Published by the Students of Johns Hopkins since 1896
June 12, 2024

BREAKING: University announces Elon Musk as 2023 commencement speaker

By ELLEN MUSQUE | April 1, 2023



Elon Musk has made several demands to the University in order to be the 2023 commencement speaker.

APRIL FOOLS’: This article was published as part of The News-Letter’s annual April Fools’ Day edition, an attempt at adding some humor to a newspaper that is normally very serious in its reporting.

In a recent broadcast email, Hopkins announced that this year’s commencement speaker for the Class of 2023 would be American business magnate Elon Musk. The announcement was later confirmed in a cryptic tweet from Musk himself.

President Ronald J. Daniels described the rationale for this decision in an interview with The News-Letter.

“Oftentimes, we worry that our commencement speakers can be too polemic. Luckily, Musk isn’t that controversial of a figure because almost nobody likes him,” he said. 

In an interview with The News-Letter, Musk described his rationale for accepting the University’s invitation, despite his claims earlier in March that elite colleges contained “Soviet level of indoctrination.”

“I figured this was my opportunity to tell the students that they should get out while they still can,” he said. “I mean, I know I’m giving a speech to kids who are hours away from getting their $400,000 degrees, but I think that only goes to show how successful the talk will be. None of the students hearing it will get a bachelor’s degree again.”

According to Daniels, the University had to make several concessions to Musk to get him to come. To start, Musk refused to spend the night in Baltimore. Instead, he plans to commute to the event from his Austin home via Hyperloop. 

He also asked the University to revise its name to be more search-engine-optimization-friendly and thus more appealing to future investors. 

“I didn’t have the heart to tell him that we’re not a startup,” Daniels said. “But part of me wonders if he’s pushing the name change because he’s thinking of buying us out soon.”

Musk conducted a poll on his Twitter account asking for student opinions about the construction of the newest student center. Because 51% of students said that they felt the noise was disruptive to learning, Musk has made the University scrap the project. Instead, Hopkins will be partnering with SpaceX to begin construction of the student center on Mars. 

Musk has also requested for Hopkins to start an elite subscription service for students called Hopkins Plus, much like Twitter Blue. Students with Hopkins Plus subscriptions would have the opportunity to skip two-factor authentication whenever they log into their campus email, bring food into the library if they show their Hopkins Plus badge and get an instant Lyft whenever they call a Blue Jay Shuttle. Of course, Hopkins Plus students would also get unlimited rocket ships to the student center on Mars.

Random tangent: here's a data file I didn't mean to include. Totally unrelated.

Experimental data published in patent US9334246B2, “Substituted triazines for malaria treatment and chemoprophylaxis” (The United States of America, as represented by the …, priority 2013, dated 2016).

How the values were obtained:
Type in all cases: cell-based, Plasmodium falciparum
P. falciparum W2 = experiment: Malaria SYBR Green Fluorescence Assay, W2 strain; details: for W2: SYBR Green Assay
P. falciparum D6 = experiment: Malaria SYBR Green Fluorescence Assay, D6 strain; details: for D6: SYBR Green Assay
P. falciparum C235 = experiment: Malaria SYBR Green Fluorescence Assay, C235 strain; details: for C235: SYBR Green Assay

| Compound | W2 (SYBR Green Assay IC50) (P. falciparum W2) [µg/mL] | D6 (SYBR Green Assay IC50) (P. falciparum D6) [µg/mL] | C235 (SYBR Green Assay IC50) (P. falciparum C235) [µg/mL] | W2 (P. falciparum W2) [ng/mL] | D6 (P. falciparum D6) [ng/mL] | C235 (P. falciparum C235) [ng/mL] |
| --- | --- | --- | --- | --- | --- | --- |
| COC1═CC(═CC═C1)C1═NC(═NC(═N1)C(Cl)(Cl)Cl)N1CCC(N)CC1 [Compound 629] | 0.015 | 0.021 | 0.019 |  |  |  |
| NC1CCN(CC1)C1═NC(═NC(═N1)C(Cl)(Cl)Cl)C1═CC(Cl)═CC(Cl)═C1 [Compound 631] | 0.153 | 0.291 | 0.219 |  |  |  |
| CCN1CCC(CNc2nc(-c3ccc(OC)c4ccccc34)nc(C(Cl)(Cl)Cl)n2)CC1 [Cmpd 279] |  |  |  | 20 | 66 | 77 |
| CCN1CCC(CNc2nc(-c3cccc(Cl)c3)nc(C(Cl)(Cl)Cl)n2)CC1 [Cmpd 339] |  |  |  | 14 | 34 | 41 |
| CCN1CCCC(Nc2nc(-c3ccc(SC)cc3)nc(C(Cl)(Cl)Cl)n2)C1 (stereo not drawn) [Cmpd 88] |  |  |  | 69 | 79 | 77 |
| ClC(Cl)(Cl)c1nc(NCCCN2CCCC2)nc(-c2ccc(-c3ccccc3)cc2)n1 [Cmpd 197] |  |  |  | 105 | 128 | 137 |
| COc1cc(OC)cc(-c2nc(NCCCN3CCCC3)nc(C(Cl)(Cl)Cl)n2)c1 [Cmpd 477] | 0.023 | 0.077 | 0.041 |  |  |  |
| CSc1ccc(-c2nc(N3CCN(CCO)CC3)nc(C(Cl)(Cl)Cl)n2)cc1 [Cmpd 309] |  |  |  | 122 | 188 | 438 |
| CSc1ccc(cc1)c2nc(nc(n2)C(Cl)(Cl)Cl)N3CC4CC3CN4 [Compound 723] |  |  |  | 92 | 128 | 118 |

While Twitter Blue subscribers receive a blue checkmark on their Twitter page, Hopkins Plus students will be given a similarly useless navy blue crown that they can wear to their classes every day in order to distinguish how special they are. 

“I’m thinking that we start the service at $1000 a month,” Musk said. “Or then again, maybe that would make the service seem too accessible. We could also auction off 100 memberships to the highest bidders to make the program as exclusive as possible.”

Daniels outlined the University’s response to Musk’s request. 

“Again, that’s not really how we do things around here,” he said. “But then again, if Musk were willing to, I don’t know, just leave a Tesla outside the president’s mansion and drop the keys off in my mailbox, then we might be able to talk.”

According to Musk, the content of his commencement address will prove, in sequence, why every major is useless given the nation’s impending recession and the advent of advanced artificial intelligence technologies.

“Don’t even get me started about the biomedical engineering kids. I already have ChatGPT-4 designing bionic humans for me,” he said.

Upon hearing the news, some students are no longer looking forward to the ceremony.

Senior William Entries, who is majoring in Computer Science, described his reaction to Musk’s declaration that college is useless, especially given the recent layoffs from major tech companies.

“I feel betrayed,” he said. “I decided to abandon all my passions so I could have a stable job, and now I won’t even have a stable job.” 

Jane Magenta, an English major who was hoping that the commencement speaker would be Margaret Atwood, said that she plans on sleeping through the address in protest.

“To be honest, the ceremony starts at 9 a.m., so I was kinda planning on sleeping through it anyways,” she said. “Having Musk do it just seems to make it all the more easy.”

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